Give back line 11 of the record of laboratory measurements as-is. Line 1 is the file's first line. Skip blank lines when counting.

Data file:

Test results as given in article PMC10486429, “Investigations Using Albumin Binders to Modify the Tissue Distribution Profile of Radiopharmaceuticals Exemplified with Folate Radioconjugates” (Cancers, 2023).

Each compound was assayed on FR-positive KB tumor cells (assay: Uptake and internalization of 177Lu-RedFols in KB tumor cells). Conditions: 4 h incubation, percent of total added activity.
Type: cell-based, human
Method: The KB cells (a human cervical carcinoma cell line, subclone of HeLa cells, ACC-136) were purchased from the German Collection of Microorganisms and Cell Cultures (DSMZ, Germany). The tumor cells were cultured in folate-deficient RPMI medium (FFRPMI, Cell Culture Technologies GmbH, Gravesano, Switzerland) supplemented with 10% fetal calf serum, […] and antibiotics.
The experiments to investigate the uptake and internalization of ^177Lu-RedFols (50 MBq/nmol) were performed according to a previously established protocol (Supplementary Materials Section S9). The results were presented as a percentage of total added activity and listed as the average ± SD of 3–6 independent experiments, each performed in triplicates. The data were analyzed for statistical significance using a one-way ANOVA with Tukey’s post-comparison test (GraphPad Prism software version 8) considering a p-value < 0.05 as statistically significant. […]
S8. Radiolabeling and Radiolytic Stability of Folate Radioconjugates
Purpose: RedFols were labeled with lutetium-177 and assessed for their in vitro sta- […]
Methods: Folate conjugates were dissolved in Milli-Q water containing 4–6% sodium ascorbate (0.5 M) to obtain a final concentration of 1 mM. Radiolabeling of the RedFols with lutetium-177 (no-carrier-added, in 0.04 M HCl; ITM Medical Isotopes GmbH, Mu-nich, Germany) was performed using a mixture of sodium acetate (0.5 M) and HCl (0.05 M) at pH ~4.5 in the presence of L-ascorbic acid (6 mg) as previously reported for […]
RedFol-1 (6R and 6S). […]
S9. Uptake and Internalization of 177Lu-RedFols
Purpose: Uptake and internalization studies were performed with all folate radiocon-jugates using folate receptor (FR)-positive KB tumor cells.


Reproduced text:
Purpose: Uptake and internalization studies were performed with all folate radiocon-jugates using folate receptor (FR)-positive KB tumor cells.